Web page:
Sagir Ahmad, a farmer from Chattogram's Banshkhali upazila, used to cultivate paddy and vegetables throughout the year on his 40 decimals of land. But after the 1990s there was an influx of salt water which increased the salinity of the soil, making the land barren. Sagir, like other farmers in the area, could do nothing with the land.
"This land became unsuitable for cultivation because of high salinity. Only salt could be collected from here after the winter. This land remains barren from the monsoon to the winter every year," said Sagir Ahmad.
But for the last three years, farmers have been cultivating salt-tolerant paddy on this land with some success.
The Banshkhali Upazila Agriculture Office says there is 2,080 hectares of salty land in Banshkhali. Among the unions in the upazila, Chanua has 1000 hectares, Puichari has 400 hectares, Shekherkhil 150 hectares, Gondamara 200 hectares, Sorol 180 hectares and Baharchara has 150 hectares of salty land. It is possible to cultivate paddy on this land during the Boro season, but at other times it only produces salt.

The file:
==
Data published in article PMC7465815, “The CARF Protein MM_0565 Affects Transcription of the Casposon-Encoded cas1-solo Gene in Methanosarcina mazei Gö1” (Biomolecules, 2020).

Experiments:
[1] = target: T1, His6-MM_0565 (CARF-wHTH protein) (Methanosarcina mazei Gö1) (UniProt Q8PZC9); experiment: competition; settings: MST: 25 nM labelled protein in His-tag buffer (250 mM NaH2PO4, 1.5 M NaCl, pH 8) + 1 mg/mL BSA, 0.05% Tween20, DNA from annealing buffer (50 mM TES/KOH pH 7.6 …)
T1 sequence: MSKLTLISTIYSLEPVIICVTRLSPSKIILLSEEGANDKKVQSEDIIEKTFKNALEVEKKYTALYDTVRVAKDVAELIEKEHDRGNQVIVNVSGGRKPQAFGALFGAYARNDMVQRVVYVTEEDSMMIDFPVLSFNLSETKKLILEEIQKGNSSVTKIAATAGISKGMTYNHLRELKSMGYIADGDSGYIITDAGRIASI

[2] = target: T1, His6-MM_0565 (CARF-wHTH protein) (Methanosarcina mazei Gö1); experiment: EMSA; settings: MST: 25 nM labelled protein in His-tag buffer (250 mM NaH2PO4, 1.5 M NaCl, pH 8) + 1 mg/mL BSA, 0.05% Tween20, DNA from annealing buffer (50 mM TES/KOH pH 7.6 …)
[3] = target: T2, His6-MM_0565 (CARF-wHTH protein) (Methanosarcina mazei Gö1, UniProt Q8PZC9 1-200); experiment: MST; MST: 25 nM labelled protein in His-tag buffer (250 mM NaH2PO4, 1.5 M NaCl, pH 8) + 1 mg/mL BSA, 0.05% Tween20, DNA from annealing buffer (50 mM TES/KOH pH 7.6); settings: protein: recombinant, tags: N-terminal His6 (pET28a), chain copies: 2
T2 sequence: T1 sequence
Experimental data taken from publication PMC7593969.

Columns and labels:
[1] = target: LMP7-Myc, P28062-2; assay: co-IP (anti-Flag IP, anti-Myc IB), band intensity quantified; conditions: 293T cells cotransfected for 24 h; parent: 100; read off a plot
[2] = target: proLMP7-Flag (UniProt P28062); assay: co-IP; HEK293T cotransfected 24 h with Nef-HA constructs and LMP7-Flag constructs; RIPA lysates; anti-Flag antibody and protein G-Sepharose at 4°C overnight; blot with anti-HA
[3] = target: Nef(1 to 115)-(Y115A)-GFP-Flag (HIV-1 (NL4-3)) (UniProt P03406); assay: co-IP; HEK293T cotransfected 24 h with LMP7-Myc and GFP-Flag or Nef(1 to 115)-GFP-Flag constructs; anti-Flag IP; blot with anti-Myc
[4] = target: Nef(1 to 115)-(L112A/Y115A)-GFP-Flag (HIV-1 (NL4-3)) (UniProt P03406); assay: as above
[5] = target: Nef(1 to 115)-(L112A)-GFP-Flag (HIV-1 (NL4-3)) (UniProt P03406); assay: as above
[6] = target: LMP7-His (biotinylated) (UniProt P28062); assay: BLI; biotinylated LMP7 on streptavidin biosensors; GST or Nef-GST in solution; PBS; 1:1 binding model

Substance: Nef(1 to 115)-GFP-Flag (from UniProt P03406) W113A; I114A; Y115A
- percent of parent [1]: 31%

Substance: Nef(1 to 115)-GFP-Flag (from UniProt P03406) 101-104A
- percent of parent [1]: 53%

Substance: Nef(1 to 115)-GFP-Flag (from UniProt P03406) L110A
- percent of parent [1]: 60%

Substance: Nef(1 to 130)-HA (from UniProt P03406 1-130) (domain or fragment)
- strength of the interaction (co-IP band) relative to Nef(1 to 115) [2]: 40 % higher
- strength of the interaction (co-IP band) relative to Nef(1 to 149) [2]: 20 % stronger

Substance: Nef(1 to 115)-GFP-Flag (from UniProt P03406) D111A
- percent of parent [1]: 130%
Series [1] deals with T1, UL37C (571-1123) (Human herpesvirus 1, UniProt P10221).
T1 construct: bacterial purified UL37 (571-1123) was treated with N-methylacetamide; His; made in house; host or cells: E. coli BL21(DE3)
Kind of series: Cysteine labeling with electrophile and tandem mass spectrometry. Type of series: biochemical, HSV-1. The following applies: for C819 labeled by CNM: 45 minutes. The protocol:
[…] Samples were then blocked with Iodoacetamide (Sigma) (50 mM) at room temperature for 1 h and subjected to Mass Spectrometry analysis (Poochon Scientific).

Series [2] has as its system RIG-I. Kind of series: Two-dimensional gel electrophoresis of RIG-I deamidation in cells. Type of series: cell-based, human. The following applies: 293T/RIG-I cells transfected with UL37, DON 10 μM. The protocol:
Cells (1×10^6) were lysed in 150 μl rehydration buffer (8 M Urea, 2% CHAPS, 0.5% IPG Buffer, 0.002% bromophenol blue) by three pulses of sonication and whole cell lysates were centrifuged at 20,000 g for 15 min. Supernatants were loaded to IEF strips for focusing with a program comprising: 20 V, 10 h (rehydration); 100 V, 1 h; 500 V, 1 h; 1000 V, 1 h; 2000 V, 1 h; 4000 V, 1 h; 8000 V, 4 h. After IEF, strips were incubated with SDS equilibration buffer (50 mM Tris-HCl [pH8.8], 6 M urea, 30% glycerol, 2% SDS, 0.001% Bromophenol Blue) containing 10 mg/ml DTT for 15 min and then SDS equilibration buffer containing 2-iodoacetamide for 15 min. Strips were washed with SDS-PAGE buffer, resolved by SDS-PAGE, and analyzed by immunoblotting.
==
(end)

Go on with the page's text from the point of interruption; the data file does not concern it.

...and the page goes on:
"I have cultivated salt-tolerant paddy on 80 decimals of lands. I got around four tonnes of paddy," said Abul Kalam, a farmer from Gondamara union.
The upazila agriculture office said that various varieties of salt-tolerant paddy are being cultivated on 1300 hectares of land in Banshkhali. The varieties include BRRI-47, BRRI-55, BRRI-67 and BINA-8, BINA-10. The yield has been around three to four and a half tonnes of paddy per hectare.
Abu Salek, an agriculture officer in Banskhali, said, "The land in Banshkhali is very salty because it is a coastal area. As a result, it is barren. The agriculture office initiated the cultivation of salt-tolerant varieties of paddy here."
"At first the farmers were not interested. They used to collect salt from the land. But later they were convinced and agreed to cultivate paddy. They had a good harvest this year with around 5,000 tonnes of paddy," he added.
Abu Salek said, "The farmers are hopeful now because of the high production. We will try to encourage other farmers to cultivate salt-tolerant paddy."
Nasir Uddin, deputy director of the Department of Agricultural Extension's Chattogram office said, "Much of the land in Banskhali was uncultivable because of salinity. But we encouraged farmers to produce salt-tolerant paddy there. The farmers will benefit if they can improve the cultivation."
Abdur Rahman Rana, a climate and environment researcher, said, "We need to invent new ways to face the challenges of climate change. That's why innovation in agriculture is necessary."